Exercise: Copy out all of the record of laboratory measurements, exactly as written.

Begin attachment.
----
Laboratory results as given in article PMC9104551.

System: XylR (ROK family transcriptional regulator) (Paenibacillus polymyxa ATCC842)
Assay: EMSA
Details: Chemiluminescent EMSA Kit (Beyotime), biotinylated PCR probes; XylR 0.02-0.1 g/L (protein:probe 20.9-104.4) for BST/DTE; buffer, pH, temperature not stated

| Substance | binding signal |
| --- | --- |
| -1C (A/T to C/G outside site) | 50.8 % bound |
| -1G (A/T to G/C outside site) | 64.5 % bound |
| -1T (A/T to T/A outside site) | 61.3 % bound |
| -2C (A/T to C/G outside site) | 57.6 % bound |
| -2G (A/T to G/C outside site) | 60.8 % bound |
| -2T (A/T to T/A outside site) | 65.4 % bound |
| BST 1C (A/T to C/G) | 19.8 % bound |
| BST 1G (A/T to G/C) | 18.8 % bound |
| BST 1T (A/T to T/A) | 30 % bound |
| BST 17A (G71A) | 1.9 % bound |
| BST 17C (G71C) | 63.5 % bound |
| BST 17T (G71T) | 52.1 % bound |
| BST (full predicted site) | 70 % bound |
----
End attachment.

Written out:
Laboratory results as given in article PMC9104551.

System: XylR (ROK family transcriptional regulator) (Paenibacillus polymyxa ATCC842)
Assay: EMSA
Details: Chemiluminescent EMSA Kit (Beyotime), biotinylated PCR probes; XylR 0.02-0.1 g/L (protein:probe 20.9-104.4) for BST/DTE; buffer, pH, temperature not stated

| Substance | binding signal |
| --- | --- |
| -1C (A/T to C/G outside site) | 50.8 % bound |
| -1G (A/T to G/C outside site) | 64.5 % bound |
| -1T (A/T to T/A outside site) | 61.3 % bound |
| -2C (A/T to C/G outside site) | 57.6 % bound |
| -2G (A/T to G/C outside site) | 60.8 % bound |
| -2T (A/T to T/A outside site) | 65.4 % bound |
| BST 1C (A/T to C/G) | 19.8 % bound |
| BST 1G (A/T to G/C) | 18.8 % bound |
| BST 1T (A/T to T/A) | 30 % bound |
| BST 17A (G71A) | 1.9 % bound |
| BST 17C (G71C) | 63.5 % bound |
| BST 17T (G71T) | 52.1 % bound |
| BST (full predicted site) | 70 % bound |